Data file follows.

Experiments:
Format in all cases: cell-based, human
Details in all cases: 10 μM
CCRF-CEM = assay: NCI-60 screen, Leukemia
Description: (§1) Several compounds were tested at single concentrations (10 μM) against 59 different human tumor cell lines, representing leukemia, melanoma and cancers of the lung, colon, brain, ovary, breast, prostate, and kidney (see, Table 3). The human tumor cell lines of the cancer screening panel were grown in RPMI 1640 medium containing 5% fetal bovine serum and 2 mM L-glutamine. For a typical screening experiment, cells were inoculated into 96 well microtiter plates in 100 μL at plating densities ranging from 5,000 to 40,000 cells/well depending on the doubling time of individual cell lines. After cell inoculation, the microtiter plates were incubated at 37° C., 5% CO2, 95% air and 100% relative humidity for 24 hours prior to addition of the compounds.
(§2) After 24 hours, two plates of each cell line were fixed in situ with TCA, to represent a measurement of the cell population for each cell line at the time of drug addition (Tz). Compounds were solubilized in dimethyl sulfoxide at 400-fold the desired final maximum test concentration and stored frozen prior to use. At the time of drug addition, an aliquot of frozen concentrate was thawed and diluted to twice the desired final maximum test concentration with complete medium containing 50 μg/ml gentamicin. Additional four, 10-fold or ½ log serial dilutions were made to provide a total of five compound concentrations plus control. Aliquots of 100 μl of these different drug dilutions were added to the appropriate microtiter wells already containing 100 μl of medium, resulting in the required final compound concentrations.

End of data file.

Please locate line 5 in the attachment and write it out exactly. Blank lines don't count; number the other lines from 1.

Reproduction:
Description: (§1) Several compounds were tested at single concentrations (10 μM) against 59 different human tumor cell lines, representing leukemia, melanoma and cancers of the lung, colon, brain, ovary, breast, prostate, and kidney (see, Table 3). The human tumor cell lines of the cancer screening panel were grown in RPMI 1640 medium containing 5% fetal bovine serum and 2 mM L-glutamine. For a typical screening experiment, cells were inoculated into 96 well microtiter plates in 100 μL at plating densities ranging from 5,000 to 40,000 cells/well depending on the doubling time of individual cell lines. After cell inoculation, the microtiter plates were incubated at 37° C., 5% CO2, 95% air and 100% relative humidity for 24 hours prior to addition of the compounds.